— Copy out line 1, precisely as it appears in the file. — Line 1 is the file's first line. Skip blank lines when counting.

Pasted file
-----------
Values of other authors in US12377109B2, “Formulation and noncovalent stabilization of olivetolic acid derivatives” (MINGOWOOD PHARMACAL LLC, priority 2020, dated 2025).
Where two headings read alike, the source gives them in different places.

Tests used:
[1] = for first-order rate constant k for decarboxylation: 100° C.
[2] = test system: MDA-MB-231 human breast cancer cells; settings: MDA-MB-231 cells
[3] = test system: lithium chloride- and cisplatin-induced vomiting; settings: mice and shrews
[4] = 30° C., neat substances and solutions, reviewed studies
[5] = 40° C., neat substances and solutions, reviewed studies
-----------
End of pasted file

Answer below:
Values of other authors in US12377109B2, “Formulation and noncovalent stabilization of olivetolic acid derivatives” (MINGOWOOD PHARMACAL LLC, priority 2020, dated 2025).